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McCormick Calls for Conservation Improvements

McCormick Calls for Conservation Improvements

Farmer and conservation leader issues charge to farmers to lead in soil health conversion.

Who better to close out a meeting revealing new conservation efforts than Ray McCormick of Vincennes, immediate past president of the Indiana Association of Soil and Water Conservation Districts?

The new efforts feature a three-year program that will set up demonstration sites for conservation practices. The program will focus on developing soil health – using primarily no-till and cover crops – at five sites across the state, plus at 12 or more farms. It will also introduce a mentor program piloted this past year so that farmers with experience can work with farmers still trying to master the system.

Lead the charge: Ray McCormick, right, took the mike after Tom Held, NRCS district conservationist in Knox County, concluded his remarks, and issued a challenge to take conservation to the next level.

Indiana and North Dakota are the clear leaders in soil heath in the U.S., officials say. Jay Fuhrer is the Natural Resources Conservation Service District Conservation in Burleigh County near Bismarck, North Dakota. The county includes one million acres, about the size of four good-sized Indiana counties.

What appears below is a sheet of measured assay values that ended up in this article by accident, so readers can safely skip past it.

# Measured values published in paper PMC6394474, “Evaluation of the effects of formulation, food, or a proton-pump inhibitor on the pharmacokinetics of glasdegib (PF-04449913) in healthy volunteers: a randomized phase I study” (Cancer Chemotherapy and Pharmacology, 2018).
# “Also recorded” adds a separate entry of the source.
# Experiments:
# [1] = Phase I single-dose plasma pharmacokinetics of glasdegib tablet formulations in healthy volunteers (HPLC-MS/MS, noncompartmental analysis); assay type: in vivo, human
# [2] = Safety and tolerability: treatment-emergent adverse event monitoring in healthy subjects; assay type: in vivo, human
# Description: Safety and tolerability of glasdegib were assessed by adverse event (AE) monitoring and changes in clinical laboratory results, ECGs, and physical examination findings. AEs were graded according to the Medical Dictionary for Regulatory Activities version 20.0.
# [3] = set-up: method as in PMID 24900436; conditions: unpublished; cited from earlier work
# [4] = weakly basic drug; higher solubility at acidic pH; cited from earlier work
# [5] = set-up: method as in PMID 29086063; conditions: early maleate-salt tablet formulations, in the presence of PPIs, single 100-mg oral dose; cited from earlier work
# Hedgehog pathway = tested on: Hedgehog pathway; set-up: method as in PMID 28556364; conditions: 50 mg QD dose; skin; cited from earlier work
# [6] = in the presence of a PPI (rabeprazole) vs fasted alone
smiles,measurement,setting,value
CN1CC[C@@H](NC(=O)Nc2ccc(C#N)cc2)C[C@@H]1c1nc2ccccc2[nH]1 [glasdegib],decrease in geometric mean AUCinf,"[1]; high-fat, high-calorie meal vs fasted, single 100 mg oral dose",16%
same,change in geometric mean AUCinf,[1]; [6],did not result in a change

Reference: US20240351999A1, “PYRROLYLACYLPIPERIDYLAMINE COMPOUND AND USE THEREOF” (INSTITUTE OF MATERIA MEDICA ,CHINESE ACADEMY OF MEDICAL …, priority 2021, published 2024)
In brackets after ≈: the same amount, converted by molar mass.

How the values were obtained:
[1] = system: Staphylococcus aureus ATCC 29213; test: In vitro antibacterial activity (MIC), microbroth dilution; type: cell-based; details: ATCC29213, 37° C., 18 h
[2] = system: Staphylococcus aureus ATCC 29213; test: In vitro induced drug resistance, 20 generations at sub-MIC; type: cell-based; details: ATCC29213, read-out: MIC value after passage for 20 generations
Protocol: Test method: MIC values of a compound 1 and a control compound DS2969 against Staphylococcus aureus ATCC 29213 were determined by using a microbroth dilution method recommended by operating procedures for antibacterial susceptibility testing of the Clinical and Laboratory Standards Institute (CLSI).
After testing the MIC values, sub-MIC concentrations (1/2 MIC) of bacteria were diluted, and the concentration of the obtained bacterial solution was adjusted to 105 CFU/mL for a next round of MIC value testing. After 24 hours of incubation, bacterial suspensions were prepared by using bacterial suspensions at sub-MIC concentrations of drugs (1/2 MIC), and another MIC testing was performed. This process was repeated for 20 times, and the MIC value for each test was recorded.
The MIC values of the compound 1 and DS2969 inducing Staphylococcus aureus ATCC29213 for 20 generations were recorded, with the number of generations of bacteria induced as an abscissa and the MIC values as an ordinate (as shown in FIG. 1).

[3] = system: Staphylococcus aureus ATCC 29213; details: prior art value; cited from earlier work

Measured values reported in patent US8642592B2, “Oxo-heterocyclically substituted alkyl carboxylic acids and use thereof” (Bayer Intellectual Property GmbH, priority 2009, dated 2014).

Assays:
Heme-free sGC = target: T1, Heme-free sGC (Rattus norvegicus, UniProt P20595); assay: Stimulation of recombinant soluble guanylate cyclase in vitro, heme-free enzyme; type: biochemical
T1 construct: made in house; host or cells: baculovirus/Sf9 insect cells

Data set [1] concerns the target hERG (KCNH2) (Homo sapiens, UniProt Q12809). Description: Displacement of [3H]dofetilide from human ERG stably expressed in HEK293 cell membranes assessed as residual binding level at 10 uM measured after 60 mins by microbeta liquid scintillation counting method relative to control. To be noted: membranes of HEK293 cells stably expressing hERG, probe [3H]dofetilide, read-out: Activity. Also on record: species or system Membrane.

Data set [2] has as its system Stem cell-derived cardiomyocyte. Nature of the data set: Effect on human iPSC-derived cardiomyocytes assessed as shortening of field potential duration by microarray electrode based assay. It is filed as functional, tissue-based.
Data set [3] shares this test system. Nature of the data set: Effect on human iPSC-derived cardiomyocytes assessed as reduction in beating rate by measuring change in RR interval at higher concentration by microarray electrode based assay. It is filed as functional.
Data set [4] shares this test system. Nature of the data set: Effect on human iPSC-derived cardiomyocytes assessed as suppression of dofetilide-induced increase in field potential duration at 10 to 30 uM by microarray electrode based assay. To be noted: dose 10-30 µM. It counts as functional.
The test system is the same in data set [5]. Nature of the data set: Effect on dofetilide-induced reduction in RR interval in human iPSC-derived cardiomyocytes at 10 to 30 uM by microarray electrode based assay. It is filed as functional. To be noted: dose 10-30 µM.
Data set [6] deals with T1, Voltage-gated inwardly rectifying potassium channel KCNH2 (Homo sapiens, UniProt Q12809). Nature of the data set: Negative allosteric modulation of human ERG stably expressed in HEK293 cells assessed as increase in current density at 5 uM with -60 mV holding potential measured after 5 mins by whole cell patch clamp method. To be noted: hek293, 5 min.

Fuhrer and Gabe Brown, a farmer and supervisor instrumental in developing soil health programs, visited three workshops in Indiana to share what they learned in helping farmers to adapt these practices. One of the keys is to have a demonstration farm. That's why Lisa Holscher, program manager of the new effort under the Conservation Cropping Systems Initiative, is so thrilled to have four hubs plus a fifth demonstration site where the group can demonstrate and do testing on practices related to conservation.

This is where McCormick's call for change comes in. He is an innovator, having converted part of his farmland near a major river to wildlife habitat years ago. Through arrangements with hunters, he allows hunting, and seeds the proper habitat to attract certain waterfowl and wildlife species. He also raises corn, soybeans, wheat, peaches and cattle.

Wrapping up the final meeting, McCormick laid down this charge. "Now is the time and this is the place," he began. "It's time to take soil health and conservation to the next level.

"We can do it right here in Indiana. We have the tools. We have the people to support us. There will never be a better time to return to farming the way it was supposed to be. We need to let soil health work for us, and not work against it.

"This is the time to take conservation farming and soil health to a whole new plane. There is no turning back. Here we come."

TAGS: Soybean
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